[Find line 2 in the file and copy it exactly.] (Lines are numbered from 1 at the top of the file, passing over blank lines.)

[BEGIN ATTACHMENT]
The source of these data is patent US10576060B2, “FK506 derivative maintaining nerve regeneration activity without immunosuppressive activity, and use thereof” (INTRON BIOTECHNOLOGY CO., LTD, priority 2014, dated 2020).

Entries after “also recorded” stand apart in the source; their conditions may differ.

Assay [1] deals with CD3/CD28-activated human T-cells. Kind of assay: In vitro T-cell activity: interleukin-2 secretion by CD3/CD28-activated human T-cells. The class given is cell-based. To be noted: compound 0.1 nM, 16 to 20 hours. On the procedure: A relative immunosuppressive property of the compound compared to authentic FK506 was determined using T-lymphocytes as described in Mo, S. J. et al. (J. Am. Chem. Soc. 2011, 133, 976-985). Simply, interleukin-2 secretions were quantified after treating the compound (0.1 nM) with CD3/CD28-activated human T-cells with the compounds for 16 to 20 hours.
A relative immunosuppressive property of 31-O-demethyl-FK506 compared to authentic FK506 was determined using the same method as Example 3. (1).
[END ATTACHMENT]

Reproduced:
Entries after “also recorded” stand apart in the source; their conditions may differ.